[Dixielandjazz] Jazz Definitions/categories

tcashwigg at aol.com tcashwigg at aol.com
Sat Jan 13 16:16:50 PST 2007

Ahhh but yes,,  History, we can all learn from it if we but read it a 
bit more :))

Now the shoe has turned and the Arabs are calling the crusaders  
"Infidels"  !!!  hummm
 could it be they are reading history and we are not ?

wonder what they think of SHEIK Littelfield's fake books :))

Tom Wiggins

Subject: [Dixielandjazz] Jazz Definitions/categories

   Fred Hoeptner fredhep at earthlink.net wrote:

>In my opinion, musical styles are simply not subject to assignment of 
>and fast boundaries; instead, they are fuzzy.   A valid definition, 
say of
>"trad jazz," must emphasize typical characteristics.  As a particular
>example deviates away from these characteristics, at some point it no 
>should be called "trad jazz."  This point is not subject to objective
>determination, but is more a matter of consensus among the 

>Although a recognition of the above may make the development of a 
>easier, truly the list of typical characteristics deviates with time.
>Commercial interests were a usual culprit here.  For example, when 
>became faddish, publishers scurried to label their products "ragtime" 
>matter the degree of syncopation that was present.

Right on. It depends upon who is doing the defining, and how strict one 
with points of deviation. It's tough to obtain a consensus. At what 
should it not be called trad jazz. Lots of latitude there.

When I started to play again in 1990, after a 30 year lay off, I went to
open mic nights at various jazz joints in the Philadelphia area. I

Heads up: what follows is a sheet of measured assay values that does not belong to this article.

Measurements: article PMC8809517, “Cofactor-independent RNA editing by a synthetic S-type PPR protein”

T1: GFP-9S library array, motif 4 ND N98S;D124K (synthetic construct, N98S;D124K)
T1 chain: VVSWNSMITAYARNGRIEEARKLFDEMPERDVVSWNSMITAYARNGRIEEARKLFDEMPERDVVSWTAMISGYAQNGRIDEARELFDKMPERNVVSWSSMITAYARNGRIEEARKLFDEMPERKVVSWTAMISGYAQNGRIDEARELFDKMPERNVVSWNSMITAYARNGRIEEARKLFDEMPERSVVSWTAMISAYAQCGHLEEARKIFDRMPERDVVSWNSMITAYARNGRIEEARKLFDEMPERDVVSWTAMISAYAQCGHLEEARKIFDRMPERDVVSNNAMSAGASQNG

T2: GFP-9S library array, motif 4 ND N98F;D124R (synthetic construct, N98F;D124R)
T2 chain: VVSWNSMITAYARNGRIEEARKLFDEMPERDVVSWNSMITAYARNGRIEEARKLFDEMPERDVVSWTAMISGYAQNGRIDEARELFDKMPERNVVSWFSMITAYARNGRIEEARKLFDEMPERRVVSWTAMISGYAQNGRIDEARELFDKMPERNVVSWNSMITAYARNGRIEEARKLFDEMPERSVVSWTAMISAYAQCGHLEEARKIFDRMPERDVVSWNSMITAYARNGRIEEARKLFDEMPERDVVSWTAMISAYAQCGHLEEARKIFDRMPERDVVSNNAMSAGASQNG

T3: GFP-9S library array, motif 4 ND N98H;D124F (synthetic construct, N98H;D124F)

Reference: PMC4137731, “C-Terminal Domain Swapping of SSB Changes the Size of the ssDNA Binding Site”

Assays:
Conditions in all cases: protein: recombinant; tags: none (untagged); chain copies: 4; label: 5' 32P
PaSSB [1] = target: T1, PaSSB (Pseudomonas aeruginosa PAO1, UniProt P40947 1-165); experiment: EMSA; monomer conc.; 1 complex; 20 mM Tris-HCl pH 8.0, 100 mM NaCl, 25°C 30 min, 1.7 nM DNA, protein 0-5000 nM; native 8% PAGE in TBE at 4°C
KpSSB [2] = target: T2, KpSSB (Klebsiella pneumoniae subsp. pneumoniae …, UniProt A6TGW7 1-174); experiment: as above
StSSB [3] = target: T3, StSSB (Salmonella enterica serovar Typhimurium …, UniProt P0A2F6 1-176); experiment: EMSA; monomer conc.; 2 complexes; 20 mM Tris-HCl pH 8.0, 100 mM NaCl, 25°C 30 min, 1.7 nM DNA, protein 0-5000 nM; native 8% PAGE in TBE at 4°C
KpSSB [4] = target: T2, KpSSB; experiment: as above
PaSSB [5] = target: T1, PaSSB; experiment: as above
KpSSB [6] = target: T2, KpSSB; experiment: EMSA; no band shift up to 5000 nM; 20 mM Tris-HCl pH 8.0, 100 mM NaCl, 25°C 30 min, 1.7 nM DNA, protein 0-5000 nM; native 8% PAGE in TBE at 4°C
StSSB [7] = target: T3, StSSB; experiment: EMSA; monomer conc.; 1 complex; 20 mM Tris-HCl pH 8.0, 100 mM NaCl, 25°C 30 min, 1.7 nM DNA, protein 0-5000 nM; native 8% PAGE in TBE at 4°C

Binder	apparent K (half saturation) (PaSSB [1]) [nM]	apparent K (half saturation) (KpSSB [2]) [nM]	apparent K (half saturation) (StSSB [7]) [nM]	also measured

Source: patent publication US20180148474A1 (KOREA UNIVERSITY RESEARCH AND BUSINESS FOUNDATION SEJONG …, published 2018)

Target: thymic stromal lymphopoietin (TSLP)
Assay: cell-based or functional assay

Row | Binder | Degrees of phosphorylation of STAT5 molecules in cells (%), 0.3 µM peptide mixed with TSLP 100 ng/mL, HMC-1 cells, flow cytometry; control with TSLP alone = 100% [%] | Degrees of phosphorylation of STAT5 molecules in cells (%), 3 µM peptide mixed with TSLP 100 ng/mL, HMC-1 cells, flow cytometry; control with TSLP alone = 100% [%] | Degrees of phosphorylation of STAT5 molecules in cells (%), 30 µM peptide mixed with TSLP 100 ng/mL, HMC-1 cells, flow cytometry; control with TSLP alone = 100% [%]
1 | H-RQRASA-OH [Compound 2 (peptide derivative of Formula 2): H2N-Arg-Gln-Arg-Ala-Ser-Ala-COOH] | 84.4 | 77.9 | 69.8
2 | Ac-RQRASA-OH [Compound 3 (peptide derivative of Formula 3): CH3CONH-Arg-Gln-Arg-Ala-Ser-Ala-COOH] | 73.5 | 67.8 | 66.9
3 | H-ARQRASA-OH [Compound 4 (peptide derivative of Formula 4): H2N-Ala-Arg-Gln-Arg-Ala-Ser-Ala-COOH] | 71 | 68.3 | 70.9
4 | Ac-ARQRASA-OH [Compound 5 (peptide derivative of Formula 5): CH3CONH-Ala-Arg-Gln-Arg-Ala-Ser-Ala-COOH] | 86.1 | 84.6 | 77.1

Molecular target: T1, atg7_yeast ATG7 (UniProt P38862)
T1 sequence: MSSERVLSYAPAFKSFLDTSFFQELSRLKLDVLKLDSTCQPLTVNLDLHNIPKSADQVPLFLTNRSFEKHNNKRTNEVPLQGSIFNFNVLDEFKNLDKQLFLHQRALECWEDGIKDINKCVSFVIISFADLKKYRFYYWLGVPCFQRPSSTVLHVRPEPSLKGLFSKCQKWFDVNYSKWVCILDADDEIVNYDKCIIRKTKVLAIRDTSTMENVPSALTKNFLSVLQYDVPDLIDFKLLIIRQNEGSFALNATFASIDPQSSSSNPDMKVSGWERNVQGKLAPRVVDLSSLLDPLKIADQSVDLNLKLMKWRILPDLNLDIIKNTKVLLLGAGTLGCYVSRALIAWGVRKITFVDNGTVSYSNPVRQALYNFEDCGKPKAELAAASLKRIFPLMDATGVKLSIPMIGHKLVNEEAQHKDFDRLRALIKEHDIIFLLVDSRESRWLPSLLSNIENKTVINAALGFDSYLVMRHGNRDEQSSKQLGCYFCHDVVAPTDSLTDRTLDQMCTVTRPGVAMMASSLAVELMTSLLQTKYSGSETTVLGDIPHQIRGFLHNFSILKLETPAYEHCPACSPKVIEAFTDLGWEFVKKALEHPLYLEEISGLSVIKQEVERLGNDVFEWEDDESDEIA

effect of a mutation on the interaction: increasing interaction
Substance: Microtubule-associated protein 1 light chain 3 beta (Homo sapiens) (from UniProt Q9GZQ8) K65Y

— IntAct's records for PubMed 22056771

needed to
get my chops back and sought out every opportunity to do so. Most of the
players were young people playing songs out of Real Book One, or Real 
Two. The slightly older players were playing pure bop and or avant 
garde as
best they could. Only a few really older guys like me were conversant 
and/or traditional jazz. (I was always the oldest player there)

When I would go to sit in, and/or was talking with the kids, they would 
me what kind of jazz I preferred. When I said "Traditional Jazz", they 
grin and say you mean like Hawkins, Dizzy and Bird? They'd add DeFranco
after seeing that I played clarinet.

You can imagine how I became the "early" jazz expert with these kids. 
to the point of bringing lead sheets for swingers like "Honeysuckle 
Rose" or
"Lady Be Good", or "Rosetta" for them to play along with me.

The lack of knowledge among young people about the history of jazz as 
as some of the great tunes becomes apparent when you talk with them. We 
played Bird's Koko. The young drummer (learning jazz in high school) 
"Wow, that tune's a bitch. What's it called, who wrote it," etc. "Man" I
replied, that is THE SEMINAL BOP TUNE." and later that night gave him 
history of that tune and bop. He could play it, but had no idea of the
relevance. Kind of like King Bolding.

Will the  TRAD definition change after the rest of us old folks die?
Probably. After all, consider that "Infidel" was the term Crusaders 
used to
define Arabs almost a thousand years ago. One never knows, do one?

Steve Barbone

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